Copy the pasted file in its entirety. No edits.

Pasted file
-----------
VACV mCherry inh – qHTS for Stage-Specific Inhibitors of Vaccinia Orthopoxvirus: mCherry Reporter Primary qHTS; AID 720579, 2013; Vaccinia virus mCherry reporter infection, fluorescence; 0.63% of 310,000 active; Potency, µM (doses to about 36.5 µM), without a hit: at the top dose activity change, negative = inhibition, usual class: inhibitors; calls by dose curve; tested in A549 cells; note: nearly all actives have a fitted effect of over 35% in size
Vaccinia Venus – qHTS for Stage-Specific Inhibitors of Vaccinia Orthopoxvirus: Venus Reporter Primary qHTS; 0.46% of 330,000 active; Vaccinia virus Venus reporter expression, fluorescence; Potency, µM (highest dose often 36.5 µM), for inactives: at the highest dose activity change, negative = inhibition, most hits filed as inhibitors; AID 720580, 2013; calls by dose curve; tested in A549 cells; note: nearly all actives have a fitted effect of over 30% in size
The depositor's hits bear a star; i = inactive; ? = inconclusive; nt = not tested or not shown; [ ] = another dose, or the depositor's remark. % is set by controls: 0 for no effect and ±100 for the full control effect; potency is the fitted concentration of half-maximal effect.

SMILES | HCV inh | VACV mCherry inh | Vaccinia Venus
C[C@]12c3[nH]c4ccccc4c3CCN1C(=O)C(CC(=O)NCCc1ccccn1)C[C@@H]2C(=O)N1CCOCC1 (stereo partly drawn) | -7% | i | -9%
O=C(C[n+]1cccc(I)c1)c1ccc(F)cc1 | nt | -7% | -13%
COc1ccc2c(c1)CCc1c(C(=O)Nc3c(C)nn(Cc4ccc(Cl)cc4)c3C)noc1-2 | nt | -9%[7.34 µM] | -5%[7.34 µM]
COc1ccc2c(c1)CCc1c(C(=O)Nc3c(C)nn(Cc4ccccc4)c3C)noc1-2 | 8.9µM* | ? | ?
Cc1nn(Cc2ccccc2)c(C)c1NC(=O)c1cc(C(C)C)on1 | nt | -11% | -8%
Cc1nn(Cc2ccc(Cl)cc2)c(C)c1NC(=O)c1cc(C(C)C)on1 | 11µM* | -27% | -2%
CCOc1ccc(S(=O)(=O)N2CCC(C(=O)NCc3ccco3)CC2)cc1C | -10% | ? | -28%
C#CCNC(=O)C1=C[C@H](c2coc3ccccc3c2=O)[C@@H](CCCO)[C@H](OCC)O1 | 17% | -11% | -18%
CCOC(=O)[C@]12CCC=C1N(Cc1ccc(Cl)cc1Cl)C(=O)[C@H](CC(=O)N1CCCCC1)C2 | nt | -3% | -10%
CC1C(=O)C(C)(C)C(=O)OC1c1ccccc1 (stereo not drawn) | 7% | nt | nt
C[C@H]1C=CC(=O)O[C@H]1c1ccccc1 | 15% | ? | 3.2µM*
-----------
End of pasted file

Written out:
VACV mCherry inh – qHTS for Stage-Specific Inhibitors of Vaccinia Orthopoxvirus: mCherry Reporter Primary qHTS; AID 720579, 2013; Vaccinia virus mCherry reporter infection, fluorescence; 0.63% of 310,000 active; Potency, µM (doses to about 36.5 µM), without a hit: at the top dose activity change, negative = inhibition, usual class: inhibitors; calls by dose curve; tested in A549 cells; note: nearly all actives have a fitted effect of over 35% in size
Vaccinia Venus – qHTS for Stage-Specific Inhibitors of Vaccinia Orthopoxvirus: Venus Reporter Primary qHTS; 0.46% of 330,000 active; Vaccinia virus Venus reporter expression, fluorescence; Potency, µM (highest dose often 36.5 µM), for inactives: at the highest dose activity change, negative = inhibition, most hits filed as inhibitors; AID 720580, 2013; calls by dose curve; tested in A549 cells; note: nearly all actives have a fitted effect of over 30% in size
The depositor's hits bear a star; i = inactive; ? = inconclusive; nt = not tested or not shown; [ ] = another dose, or the depositor's remark. % is set by controls: 0 for no effect and ±100 for the full control effect; potency is the fitted concentration of half-maximal effect.

SMILES | HCV inh | VACV mCherry inh | Vaccinia Venus
C[C@]12c3[nH]c4ccccc4c3CCN1C(=O)C(CC(=O)NCCc1ccccn1)C[C@@H]2C(=O)N1CCOCC1 (stereo partly drawn) | -7% | i | -9%
O=C(C[n+]1cccc(I)c1)c1ccc(F)cc1 | nt | -7% | -13%
COc1ccc2c(c1)CCc1c(C(=O)Nc3c(C)nn(Cc4ccc(Cl)cc4)c3C)noc1-2 | nt | -9%[7.34 µM] | -5%[7.34 µM]
COc1ccc2c(c1)CCc1c(C(=O)Nc3c(C)nn(Cc4ccccc4)c3C)noc1-2 | 8.9µM* | ? | ?
Cc1nn(Cc2ccccc2)c(C)c1NC(=O)c1cc(C(C)C)on1 | nt | -11% | -8%
Cc1nn(Cc2ccc(Cl)cc2)c(C)c1NC(=O)c1cc(C(C)C)on1 | 11µM* | -27% | -2%
CCOc1ccc(S(=O)(=O)N2CCC(C(=O)NCc3ccco3)CC2)cc1C | -10% | ? | -28%
C#CCNC(=O)C1=C[C@H](c2coc3ccccc3c2=O)[C@@H](CCCO)[C@H](OCC)O1 | 17% | -11% | -18%
CCOC(=O)[C@]12CCC=C1N(Cc1ccc(Cl)cc1Cl)C(=O)[C@H](CC(=O)N1CCCCC1)C2 | nt | -3% | -10%
CC1C(=O)C(C)(C)C(=O)OC1c1ccccc1 (stereo not drawn) | 7% | nt | nt
C[C@H]1C=CC(=O)O[C@H]1c1ccccc1 | 15% | ? | 3.2µM*